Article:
• HW/SW Co-design: The right form of interaction of a CPU with HW-based post-quantum acceleration needs to be determined: Options are instruction set extension or usage of domain-specific co-processors. How to determine the splitting of computation tasks between HW and SW?
  • Agility and reuse: How can complex HW accelerators and controlling SW be reused? For example, can a compact HW accelerator be reused for a high throughput version? And how easy can different processing units, such as polynomial arithmetic or hash modules, support multiple schemes?
  • Physical attacks: For many use-cases, PQC implementations need to be resistant to side-channel and fault-based attacks. Are low overhead countermeasures feasible? Shall countermeasures be implemented in HW or SW? Can we exploit the mathematical properties of some PQC algorithms to derive low-overhead countermeasures?
  • Proactive security: Can we construct new PQC algorithms in such a way that they become more resistant to physical attacks and more efficient in HW and SW by design?

To find answers to the above-mentioned questions, the following workgroups were formed:

  • Efficient implementation aspects of PQC
  • Physical security aspects of PQC
  • Theoretical aspects of PQC
  • Application and migration
Copyright Thomas Pöppelmann, Sujoy Sinha Roy, and Ingrid Verbauwhede

Motivation

NIST recently announced the winners of its post-quantum cryptography (PQC) standardization process and outlined the next steps in its ongoing standardization efforts. With fewer algorithms now in focus of the cryptographic community, the time has come to intensify the investigation of efficiency and physical security aspects of PQC algorithms. This is required to enable PQC in real-life applications and to provide feedback to NIST and submitters before final standardization. To allow widespread adoption, the implementation of PQC in current microchip technologies must be possible within application- or platform-specific constraints such as area, memory, time, power, and energy budgets. Furthermore, more and more PQC use-cases require resistance to physical attacks like power analysis.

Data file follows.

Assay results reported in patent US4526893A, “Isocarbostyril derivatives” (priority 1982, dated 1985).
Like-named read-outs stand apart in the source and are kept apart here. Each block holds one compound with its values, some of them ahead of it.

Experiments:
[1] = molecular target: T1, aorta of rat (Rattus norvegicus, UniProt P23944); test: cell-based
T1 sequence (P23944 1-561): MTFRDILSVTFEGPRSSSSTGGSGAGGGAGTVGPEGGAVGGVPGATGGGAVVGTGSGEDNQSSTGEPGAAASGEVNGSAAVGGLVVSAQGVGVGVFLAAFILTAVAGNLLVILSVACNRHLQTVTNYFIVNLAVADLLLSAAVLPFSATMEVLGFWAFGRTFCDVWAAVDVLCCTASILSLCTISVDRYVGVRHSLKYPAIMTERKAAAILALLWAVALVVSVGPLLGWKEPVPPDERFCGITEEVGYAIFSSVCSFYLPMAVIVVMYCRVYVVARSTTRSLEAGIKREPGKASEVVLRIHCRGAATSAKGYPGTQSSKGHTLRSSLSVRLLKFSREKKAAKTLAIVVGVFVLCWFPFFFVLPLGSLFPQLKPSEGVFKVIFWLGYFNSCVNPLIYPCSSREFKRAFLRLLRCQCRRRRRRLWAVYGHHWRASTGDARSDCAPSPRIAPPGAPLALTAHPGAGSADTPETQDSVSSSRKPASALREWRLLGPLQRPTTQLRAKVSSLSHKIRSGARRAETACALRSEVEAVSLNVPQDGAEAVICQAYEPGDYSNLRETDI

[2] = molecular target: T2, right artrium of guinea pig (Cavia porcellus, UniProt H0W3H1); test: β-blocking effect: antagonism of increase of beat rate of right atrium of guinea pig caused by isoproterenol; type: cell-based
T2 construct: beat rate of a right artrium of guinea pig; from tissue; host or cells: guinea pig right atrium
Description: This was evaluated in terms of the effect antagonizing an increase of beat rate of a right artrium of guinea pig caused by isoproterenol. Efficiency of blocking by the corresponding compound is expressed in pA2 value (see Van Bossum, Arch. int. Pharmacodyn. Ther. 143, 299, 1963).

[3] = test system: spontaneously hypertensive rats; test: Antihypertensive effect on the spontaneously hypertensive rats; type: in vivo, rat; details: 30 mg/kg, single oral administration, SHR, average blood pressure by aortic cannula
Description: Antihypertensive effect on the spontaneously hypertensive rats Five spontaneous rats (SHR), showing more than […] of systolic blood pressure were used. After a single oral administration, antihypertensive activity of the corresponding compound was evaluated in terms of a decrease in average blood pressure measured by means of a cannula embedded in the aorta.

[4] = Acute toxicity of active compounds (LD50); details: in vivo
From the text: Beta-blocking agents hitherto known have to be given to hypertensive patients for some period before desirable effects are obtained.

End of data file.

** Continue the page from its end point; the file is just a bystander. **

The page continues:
The primary aim of this Dagstuhl Seminar is to initiate deeper investigations into secure and efficient implementations of PQC on hardware and hardware/software codesign platforms. In this direction, this seminar aims to bring together world-renowned researchers in theoretical cryptology, applied cryptography, cryptographic hardware and software systems, and physical security. The goal is to identify new challenges and research directions, exchange thoughts and ideas, and initiate collaborations on researching secured and efficient design methodologies for PQC.

Specific challenges we aim to address are:

  • Efficiency metrics: What are the correct metrics to compare implementations of diverse PQC schemes?
  • HW/SW Co-design: How to partition operations of PQC schemes between HW and SW?
  • Agility and reuse: How can we design HW accelerators supporting a wide variety of PQC schemes?
  • Physical attacks: Shall countermeasures be implemented in HW or SW, can we exploit the mathematical properties of some PQC algorithms to derive low-overhead countermeasures?
  • Certification and security metrics for PQC: What are the correct metrics to assess the physical security of PQC implementations?
  • Proactive security: Could new PQC schemes be designed such that they become more resistant to physical attacks?
Copyright Thomas Pöppelmann, Sujoy Sinha Roy, and Ingrid Verbauwhede

Teilnehmer

Klassifikation
  • Cryptography and Security
  • Hardware Architecture

Schlagworte
  • Post-quantum cryptography
  • Hardware security
  • Efficient implementations
  • Side-channel analysis